Steinar H. Gunderson

Fri, 23 Mar 2007 - Multibroadcast

The Gathering is coming closer (12 days left!), and like last year, I'm planning on publishing a few thoughts on how it all is from the inside.

I think it's appropriate to start out with the same kind of disclaimer I made last year: Even though I'm the chief of Tech:Server (like last year), this is in absolutely no way any kind of official information from TG; you will find that on only. If you try to take anything I've said here to the info-desk, they will look at you and say “Huh”.

Now, with the disclaimers out of the way... :-)

As with almost any computer party, there's bound to be a lot of people who want to play games on the LAN. However, you don't really want 4752 computers on the same broadcast segment; they're segmented into groups of 24 and 24 (giving a /26 to each table switch, essentially), with layer 3 switching between them.

This means that if you enter your favourite game, open up "LAN games" and search for local games, you most likely won't find anything. (Well, you'll find the people on the same switch as you, but that's about 0.5% of the hall, which is pretty boring.) The only real alternative is to use the Internet mode in your game, which might be very useful or it might not be useful at all, depending on the game in question. It's always been done that way, but can't it be done any better?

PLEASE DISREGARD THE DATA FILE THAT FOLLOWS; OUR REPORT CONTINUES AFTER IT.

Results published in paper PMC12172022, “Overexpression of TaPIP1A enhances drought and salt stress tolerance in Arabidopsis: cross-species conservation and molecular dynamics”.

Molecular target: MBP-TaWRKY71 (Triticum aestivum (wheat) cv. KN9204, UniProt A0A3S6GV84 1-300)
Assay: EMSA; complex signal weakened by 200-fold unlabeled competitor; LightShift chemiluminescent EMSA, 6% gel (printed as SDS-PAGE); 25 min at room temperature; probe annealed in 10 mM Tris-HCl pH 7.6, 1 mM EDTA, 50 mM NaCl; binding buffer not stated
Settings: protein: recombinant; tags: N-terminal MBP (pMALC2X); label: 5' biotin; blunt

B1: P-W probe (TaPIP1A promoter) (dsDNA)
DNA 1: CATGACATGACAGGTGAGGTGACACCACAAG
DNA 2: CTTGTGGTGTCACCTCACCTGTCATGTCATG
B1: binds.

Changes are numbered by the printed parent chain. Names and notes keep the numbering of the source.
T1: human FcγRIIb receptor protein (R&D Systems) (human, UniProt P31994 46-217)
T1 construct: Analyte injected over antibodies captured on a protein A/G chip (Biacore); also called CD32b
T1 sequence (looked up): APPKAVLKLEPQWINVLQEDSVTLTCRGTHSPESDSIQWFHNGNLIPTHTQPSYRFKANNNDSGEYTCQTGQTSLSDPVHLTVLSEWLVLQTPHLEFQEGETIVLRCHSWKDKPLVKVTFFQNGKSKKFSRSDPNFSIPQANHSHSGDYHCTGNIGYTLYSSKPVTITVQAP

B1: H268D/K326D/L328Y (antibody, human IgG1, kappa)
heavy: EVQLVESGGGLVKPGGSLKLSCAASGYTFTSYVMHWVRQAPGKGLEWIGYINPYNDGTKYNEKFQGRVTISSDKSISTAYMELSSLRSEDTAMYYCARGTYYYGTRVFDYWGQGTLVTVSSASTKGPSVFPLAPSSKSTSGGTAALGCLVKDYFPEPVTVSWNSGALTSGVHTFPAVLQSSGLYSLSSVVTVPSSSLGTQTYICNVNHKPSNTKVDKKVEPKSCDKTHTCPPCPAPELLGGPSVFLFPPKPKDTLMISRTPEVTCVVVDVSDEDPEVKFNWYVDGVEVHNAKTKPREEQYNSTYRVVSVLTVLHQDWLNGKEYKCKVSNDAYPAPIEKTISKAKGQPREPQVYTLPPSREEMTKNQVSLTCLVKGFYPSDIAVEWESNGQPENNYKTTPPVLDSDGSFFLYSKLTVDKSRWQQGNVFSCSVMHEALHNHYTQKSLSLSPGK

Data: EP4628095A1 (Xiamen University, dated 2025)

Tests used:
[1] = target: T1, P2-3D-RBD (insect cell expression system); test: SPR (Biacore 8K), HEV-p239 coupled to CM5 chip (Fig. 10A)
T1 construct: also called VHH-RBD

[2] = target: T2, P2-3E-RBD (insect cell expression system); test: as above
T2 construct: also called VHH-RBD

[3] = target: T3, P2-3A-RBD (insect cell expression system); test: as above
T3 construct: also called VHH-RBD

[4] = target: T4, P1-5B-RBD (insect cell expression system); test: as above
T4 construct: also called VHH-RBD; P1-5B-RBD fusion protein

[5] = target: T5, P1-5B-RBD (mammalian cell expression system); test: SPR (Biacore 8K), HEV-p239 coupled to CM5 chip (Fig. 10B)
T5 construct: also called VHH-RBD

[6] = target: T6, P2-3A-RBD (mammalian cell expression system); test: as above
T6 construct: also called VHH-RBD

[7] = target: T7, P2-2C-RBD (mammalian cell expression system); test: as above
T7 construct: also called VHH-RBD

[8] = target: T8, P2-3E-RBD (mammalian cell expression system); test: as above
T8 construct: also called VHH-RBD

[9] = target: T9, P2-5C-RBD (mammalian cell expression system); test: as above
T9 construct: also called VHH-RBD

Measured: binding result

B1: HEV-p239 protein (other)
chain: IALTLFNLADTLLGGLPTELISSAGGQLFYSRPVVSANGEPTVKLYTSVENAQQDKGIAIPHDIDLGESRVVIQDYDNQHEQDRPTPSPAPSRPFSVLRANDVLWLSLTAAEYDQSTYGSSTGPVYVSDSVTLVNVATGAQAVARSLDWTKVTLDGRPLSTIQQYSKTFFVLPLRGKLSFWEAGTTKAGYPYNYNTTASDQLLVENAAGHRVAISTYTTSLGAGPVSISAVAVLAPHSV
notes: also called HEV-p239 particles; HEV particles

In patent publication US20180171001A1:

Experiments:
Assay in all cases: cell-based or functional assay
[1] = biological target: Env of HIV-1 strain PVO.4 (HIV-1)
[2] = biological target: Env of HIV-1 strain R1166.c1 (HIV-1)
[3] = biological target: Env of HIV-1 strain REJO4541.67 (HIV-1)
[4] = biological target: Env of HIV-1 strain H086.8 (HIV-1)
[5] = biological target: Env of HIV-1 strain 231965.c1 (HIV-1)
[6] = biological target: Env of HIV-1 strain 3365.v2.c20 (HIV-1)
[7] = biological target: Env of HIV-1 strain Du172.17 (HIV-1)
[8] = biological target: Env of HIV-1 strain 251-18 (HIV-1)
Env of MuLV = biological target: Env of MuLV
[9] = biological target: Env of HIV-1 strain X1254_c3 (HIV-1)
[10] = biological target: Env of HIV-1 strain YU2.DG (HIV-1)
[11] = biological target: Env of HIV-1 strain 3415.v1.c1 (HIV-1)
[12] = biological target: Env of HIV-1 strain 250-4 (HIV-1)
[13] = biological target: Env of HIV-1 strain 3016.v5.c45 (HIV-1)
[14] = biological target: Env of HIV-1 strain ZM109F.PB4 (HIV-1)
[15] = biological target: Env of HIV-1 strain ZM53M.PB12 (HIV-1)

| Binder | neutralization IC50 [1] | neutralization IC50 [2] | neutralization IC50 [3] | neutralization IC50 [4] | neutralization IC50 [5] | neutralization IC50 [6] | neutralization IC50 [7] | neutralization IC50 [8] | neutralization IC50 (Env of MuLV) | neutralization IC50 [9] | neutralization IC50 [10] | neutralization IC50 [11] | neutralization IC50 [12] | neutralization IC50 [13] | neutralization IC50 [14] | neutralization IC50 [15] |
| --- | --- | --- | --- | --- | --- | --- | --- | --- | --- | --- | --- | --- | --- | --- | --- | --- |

In retrospect, the solution is incredibly simple, and it's sort of odd why we didn't think of it earlier. (Actually it's based on what another computer party did last year, but the implementation is quite different in many aspects, and there's no code sharing at all.) Let me first explain how an average game does this searching:

So, the only problem is that the very first packet won't reach the server. The solution is simple:

The code to do the last step is a Perl script of under 200 lines. (Net::RawIP is ideal for what we wanted; in C I'd probably have to construct the UDP packet by hand before sending it out on the raw socket, which is always a pain.)

Of course, the network becomes a bit more chatty from all of this, but nothing we can't handle -- it'll be fun to see how well it works out in practice, though. We've already tested a few games in the lab, and it works amazingly well for such a simple hack. (On a sidenote, getting the average gamer to understand how to use Ethereal so we can get packet samples to add to our ACLs is surprisingly hard. That might sort of explain why we're among the first actually doing this.)

It should be noted that Cisco also has a solution called multicast helper. It does about the same, only with multicast instead of unicast, and no Perl scripts involved (you just do broadcast → multicast on the originating switch, and multicast → broadcast on all the other ones), but it seems to be a little less flexible when it comes to filtering and logging, and one site warned about high CPU usage. In any case, it doesn't really change how the system works, so I guess I'm happy either way.

[13:53] | | Multibroadcast

Steinar H. Gunderson <>